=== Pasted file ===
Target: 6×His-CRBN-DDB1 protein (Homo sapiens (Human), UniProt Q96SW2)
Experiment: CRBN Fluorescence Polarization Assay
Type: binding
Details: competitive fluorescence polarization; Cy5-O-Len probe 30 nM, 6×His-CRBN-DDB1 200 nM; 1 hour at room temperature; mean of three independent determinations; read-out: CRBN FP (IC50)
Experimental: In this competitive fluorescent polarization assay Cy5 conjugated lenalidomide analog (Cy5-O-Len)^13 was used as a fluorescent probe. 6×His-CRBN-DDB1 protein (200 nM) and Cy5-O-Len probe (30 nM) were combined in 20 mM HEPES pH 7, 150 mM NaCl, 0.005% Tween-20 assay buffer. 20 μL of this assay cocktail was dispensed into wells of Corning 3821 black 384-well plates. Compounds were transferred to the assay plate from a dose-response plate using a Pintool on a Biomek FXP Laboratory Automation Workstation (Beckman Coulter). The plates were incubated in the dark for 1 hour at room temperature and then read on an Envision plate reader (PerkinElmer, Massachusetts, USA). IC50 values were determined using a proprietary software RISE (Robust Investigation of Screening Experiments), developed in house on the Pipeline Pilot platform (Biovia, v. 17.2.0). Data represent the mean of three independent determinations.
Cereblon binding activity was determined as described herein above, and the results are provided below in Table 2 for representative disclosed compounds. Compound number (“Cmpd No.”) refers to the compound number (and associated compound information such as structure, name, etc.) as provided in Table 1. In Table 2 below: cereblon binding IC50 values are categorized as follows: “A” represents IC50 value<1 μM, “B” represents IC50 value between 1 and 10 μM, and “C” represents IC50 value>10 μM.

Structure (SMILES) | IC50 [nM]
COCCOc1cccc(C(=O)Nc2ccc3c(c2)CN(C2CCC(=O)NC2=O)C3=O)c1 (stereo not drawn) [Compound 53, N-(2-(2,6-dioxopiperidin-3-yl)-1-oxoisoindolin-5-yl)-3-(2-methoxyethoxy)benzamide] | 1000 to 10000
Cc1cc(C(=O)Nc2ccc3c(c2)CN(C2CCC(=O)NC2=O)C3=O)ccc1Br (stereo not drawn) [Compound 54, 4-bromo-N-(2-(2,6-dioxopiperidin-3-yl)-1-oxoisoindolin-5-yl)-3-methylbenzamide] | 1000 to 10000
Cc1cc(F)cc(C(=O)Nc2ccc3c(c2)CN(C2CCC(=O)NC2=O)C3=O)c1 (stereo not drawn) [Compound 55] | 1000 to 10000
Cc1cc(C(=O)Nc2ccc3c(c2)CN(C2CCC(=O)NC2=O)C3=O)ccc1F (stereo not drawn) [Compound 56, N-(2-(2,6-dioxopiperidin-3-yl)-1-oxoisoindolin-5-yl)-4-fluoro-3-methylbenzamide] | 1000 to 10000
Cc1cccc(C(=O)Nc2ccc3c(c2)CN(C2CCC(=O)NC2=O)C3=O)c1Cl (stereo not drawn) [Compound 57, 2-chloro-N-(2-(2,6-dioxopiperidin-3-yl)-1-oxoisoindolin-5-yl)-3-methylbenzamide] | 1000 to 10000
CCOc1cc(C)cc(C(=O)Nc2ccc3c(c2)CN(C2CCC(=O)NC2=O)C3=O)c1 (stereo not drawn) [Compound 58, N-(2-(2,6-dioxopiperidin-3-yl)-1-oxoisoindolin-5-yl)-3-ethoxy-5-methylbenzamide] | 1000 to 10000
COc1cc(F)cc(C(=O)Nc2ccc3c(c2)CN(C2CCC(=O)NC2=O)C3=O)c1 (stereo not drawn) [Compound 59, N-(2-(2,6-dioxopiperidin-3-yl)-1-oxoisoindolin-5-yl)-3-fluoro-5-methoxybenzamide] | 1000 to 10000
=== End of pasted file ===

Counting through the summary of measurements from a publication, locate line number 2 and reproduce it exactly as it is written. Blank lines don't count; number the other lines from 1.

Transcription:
Experiment: CRBN Fluorescence Polarization Assay